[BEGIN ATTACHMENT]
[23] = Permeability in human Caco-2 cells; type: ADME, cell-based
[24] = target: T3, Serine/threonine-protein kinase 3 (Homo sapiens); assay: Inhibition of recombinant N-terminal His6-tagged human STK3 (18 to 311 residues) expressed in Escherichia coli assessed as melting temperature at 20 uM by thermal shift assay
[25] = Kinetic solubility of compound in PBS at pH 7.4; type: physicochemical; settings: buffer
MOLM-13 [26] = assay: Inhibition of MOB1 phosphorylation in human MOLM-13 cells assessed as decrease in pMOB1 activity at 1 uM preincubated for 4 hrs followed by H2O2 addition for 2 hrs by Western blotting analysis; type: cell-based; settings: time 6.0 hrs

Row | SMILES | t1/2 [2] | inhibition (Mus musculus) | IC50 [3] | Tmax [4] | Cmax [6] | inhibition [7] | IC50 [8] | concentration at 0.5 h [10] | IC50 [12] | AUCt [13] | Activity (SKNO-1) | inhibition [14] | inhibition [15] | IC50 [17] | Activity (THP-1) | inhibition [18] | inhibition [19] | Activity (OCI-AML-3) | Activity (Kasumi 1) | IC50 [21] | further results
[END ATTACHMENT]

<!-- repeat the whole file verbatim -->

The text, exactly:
[23] = Permeability in human Caco-2 cells; type: ADME, cell-based
[24] = target: T3, Serine/threonine-protein kinase 3 (Homo sapiens); assay: Inhibition of recombinant N-terminal His6-tagged human STK3 (18 to 311 residues) expressed in Escherichia coli assessed as melting temperature at 20 uM by thermal shift assay
[25] = Kinetic solubility of compound in PBS at pH 7.4; type: physicochemical; settings: buffer
MOLM-13 [26] = assay: Inhibition of MOB1 phosphorylation in human MOLM-13 cells assessed as decrease in pMOB1 activity at 1 uM preincubated for 4 hrs followed by H2O2 addition for 2 hrs by Western blotting analysis; type: cell-based; settings: time 6.0 hrs

Row | SMILES | t1/2 [2] | inhibition (Mus musculus) | IC50 [3] | Tmax [4] | Cmax [6] | inhibition [7] | IC50 [8] | concentration at 0.5 h [10] | IC50 [12] | AUCt [13] | Activity (SKNO-1) | inhibition [14] | inhibition [15] | IC50 [17] | Activity (THP-1) | inhibition [18] | inhibition [19] | Activity (OCI-AML-3) | Activity (Kasumi 1) | IC50 [21] | further results